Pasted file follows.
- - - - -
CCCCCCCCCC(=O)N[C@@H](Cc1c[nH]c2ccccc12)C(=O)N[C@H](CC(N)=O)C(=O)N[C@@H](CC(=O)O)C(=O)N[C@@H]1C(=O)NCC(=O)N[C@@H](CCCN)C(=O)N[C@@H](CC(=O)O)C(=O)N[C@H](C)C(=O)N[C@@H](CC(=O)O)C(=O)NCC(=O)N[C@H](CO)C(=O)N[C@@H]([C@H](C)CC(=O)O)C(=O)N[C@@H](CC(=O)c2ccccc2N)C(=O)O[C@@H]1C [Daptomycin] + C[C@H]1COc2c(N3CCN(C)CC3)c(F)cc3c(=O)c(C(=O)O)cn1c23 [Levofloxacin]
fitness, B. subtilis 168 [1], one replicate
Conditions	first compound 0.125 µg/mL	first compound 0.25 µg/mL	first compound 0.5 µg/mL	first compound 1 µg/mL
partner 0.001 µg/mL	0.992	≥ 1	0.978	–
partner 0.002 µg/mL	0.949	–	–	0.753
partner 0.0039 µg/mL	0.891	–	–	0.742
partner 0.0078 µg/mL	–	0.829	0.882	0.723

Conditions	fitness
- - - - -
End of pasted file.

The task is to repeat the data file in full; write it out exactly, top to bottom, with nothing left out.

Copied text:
CCCCCCCCCC(=O)N[C@@H](Cc1c[nH]c2ccccc12)C(=O)N[C@H](CC(N)=O)C(=O)N[C@@H](CC(=O)O)C(=O)N[C@@H]1C(=O)NCC(=O)N[C@@H](CCCN)C(=O)N[C@@H](CC(=O)O)C(=O)N[C@H](C)C(=O)N[C@@H](CC(=O)O)C(=O)NCC(=O)N[C@H](CO)C(=O)N[C@@H]([C@H](C)CC(=O)O)C(=O)N[C@@H](CC(=O)c2ccccc2N)C(=O)O[C@@H]1C [Daptomycin] + C[C@H]1COc2c(N3CCN(C)CC3)c(F)cc3c(=O)c(C(=O)O)cn1c23 [Levofloxacin]
fitness, B. subtilis 168 [1], one replicate
Conditions	first compound 0.125 µg/mL	first compound 0.25 µg/mL	first compound 0.5 µg/mL	first compound 1 µg/mL
partner 0.001 µg/mL	0.992	≥ 1	0.978	–
partner 0.002 µg/mL	0.949	–	–	0.753
partner 0.0039 µg/mL	0.891	–	–	0.742
partner 0.0078 µg/mL	–	0.829	0.882	0.723

Conditions	fitness